Yes, standing under a tree in a lightning storm is extremely dangerous. Don't do it. But, there's one place you can be that's even deadlier — out in the open. According to NOAA records, more people died from lightning strikes they received while out in the open than from any other location between 2006-2016.
So what should you do if you're caught in a lightning storm? We spoke with John Jensenius, lightning safety specialist at NOAA, for some safety tips. Following is a transcript of the video.
Where's the most dangerous place to be in a lightning storm? Under a tree is extremely risky.
But there's an even deadlier place: outside, in the open.
More people were struck and died by lightning out in the open than anywhere else in the US between 2006-2016. Here's a breakdown of the 5 most dangerous places to be.
Chances are slim but you should still be prepared. Taking shelter in a car or enclosed building is always your best option if you're caught in a thunderstorm.
But if you can't find shelter, here are some tips.
Stuck in a forest?
Avoid tall or isolated trees. And stand as far away as you can from any tree.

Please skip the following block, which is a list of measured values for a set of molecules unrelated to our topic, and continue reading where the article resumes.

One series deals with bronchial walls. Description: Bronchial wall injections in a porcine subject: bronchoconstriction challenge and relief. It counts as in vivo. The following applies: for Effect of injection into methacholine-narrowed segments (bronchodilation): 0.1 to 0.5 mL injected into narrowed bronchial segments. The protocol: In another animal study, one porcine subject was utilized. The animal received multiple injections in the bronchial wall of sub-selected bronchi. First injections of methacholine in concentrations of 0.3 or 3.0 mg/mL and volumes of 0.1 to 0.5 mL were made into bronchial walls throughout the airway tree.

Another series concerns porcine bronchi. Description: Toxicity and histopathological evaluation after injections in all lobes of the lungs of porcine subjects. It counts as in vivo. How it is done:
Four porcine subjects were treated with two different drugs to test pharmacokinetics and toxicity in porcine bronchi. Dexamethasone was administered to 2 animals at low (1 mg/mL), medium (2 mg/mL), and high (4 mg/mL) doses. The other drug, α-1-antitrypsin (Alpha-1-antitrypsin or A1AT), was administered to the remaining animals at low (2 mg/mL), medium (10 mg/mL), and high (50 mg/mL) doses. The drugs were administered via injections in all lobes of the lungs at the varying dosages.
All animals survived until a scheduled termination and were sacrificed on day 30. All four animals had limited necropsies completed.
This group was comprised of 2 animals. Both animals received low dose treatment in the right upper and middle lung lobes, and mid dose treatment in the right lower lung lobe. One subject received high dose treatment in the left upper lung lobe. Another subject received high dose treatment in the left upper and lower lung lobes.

Camping in an open area?
Pick a valley or other low area to set up camp. Avoid ravines, and beware of possible flash flooding in the area.
Also, remember that tents offer no protection from lightning.
Avoid wet and metal objects.
If you're in a boat or near long metal fences be extremely careful. Water and metal easily conduct electrical current from one source to another, which could be you.
Always wait 30 minutes after the last rumble of thunder.
50% of lightning deaths happen after the storm has passed. So, be patient and wait a half hour before resuming activity.
These tips can help, but your best defense is to plan ahead. Check the weather forecast before going out. It could just save your life.
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